Alan pointed out that’s how we’d made our bones, and besides were right, darn it. Movement was the way to go, constant change made for a energetic network, and kids were the most vital force in the world. Give them something they relate to: change. He was looking at the orange splat on their page. Tom and Scott argued that orange generally clashed with everything and that would make the logo stand out (as long as we didn’t let designers try and make it work “correctly.”) The splat could morph into any image we liked. And it wasn’t the MTV version of change. I came along for the ride that Tom, Scott, and Alan were proposing, and we trucked over to Bob Pittman’s and Gerry Laybourne’s office to make the pitch.
Bob and Gerry didn’t buy it. No one else there did either. “It doesn’t match anything.” “It’s flat.” “It’s not as cool as the MTV logo, what happened to you guys?”
Ultimately, we prevailed. I’m not really sure how, since all their objections were right on. But we were the “logo guys,” so they eventually bought our action. I’m thrilled they did, since our work with Nickelodeon is some of my favorite stuff in our careers. Tom and Scott went on to be among the premiere designers in television and kids (Scott’s now one of the leading children’s book authors and illustrators), Alan’s a successful producer and brand strategist (still consulting Nickelodeon), and they all deserved the accolades the world could throw at them.
(By the way, the book Nickelodeon Logo Logic was put together in 1998 by Sheri Dorr and Laurie Kelliher at their in-house creative services department after Alan and I had stopped full time consulting to the company six years before. The company had expanded so dramatically and so many people had trademark needs that without us —the “logo police”— around Nick’s Worldwide Creative Director Scott Webb needed some objective rules set down for designers and marketers to follow. I’m not so sure we’d agree with all their points but a trademark is a dynamic thing. Different people interpret it different ways, kind of like a musical composition, and it’s natural it’ll be looked at in new ways over the years.)
• Nickelodeon discontinued use of this logo after 26 years. They call it a “rebranding.” We would probably beg to differ.
• On his website, advertising executive George Lois claims to have designed the Nickelodeon logo. Since Fred/Alan developed the logo directly with Tom Corey and Scott Nash, his assertion is clearly false.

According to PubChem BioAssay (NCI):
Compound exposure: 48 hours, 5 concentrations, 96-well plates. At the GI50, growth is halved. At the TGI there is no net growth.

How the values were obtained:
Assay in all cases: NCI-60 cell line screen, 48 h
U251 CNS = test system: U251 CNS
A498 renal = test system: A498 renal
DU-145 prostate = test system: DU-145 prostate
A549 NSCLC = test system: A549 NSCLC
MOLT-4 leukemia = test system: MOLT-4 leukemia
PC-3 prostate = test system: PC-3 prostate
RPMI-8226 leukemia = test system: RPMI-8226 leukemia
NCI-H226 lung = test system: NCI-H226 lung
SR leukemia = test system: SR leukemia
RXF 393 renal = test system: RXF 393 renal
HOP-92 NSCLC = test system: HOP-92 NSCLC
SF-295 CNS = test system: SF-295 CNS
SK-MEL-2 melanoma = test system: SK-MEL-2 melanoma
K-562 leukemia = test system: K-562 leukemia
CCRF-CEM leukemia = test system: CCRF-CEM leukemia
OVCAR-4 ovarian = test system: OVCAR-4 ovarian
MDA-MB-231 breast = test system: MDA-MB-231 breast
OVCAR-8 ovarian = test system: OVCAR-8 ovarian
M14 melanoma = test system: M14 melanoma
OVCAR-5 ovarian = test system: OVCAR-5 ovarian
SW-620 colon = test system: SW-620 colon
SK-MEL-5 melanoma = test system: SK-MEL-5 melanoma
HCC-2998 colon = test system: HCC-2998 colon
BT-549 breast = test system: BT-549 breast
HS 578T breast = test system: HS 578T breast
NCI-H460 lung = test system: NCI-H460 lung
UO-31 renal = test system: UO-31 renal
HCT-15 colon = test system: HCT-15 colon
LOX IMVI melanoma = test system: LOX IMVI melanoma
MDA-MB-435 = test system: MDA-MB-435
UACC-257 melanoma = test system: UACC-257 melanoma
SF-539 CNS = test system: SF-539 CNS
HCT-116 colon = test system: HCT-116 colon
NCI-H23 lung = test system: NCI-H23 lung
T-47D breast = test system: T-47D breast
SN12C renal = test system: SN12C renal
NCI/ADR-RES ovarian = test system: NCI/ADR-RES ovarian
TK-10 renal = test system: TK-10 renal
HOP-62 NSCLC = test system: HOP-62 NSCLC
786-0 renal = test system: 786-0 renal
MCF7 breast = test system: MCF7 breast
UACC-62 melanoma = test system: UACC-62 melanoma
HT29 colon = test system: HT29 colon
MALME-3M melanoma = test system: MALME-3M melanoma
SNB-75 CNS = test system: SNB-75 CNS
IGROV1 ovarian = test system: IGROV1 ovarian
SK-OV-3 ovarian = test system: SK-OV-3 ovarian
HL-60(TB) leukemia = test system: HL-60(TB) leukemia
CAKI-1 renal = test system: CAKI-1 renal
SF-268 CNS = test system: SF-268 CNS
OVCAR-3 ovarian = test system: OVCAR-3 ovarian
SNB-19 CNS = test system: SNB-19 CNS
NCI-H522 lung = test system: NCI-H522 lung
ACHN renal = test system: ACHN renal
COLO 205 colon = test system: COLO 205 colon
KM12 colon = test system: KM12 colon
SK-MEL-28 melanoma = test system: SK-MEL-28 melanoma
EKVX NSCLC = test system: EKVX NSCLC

—Fred Seibert, 20090 comments Tagged: MTV Networks, Network IDs, Nickelodeon, branding, cable, logo, television, Tom Corey, Scott Nash, Corey McPherson Nash,.
Fred/Alan worked with Nickelodeon from 1984 through 1992 as brand, marketing, and programming consultants, as their advertising agency, and through it’s Chauncey Street Productions subsidiary (managing director: Albie Hecht), as television producers.
Alan has continued to consult and produce for Nickelodeon. Fred produces cartoons and consults for the network. Albie became Nick’s President of TV & FIlm Production for many years and now produces TV shows for them too.0 comments Tagged: 1984, 1985, 1986, 1987, 1988, 1989, 1991, 1992, Network IDs, Nickelodeon, branding, cable, television, MTV Networks,.
…we were busy wondering what had happened to us.
By the late 1980s, Fred/Alan had morphed into a full service advertising agency, with writers, art directors, and account, production and media departments. Over 40 people.
We started trying to get some new accounts, the lifeblood of any agency. And not a skill we were particularly attuned to at the time. First step, a agency brochure!
It’s great fun doing good advertising, and we’d had a better run than many. Sure, we’d been critical to the building of MTV, VH-1, and Nickelodeon. And we did some awesome work for Swatch, Mosaic Records, Myers’s Rum, and Barq’s which had driven lots of business for them. It ought to be easy to wrap it all up and brag a little, yes?
Putting together a company hype is a drag, pure and simple. In person, we could speak passionately for hours telling you about what went into our work. But somehow, writing it down was somehow crass.
It began to dawn on us that maybe being an advertising agency wasn’t for us.0 comments Tagged: Barq's, Harcourt Brace Jovanovich, MTV, MTV Record Club, Mosaic Records, Mosiac Records, Myers's Rum, Nick-at-Nite, Nickelodeon, Showtime, Swatch, The Movie Channel, VH-1, self promotion, NAN,.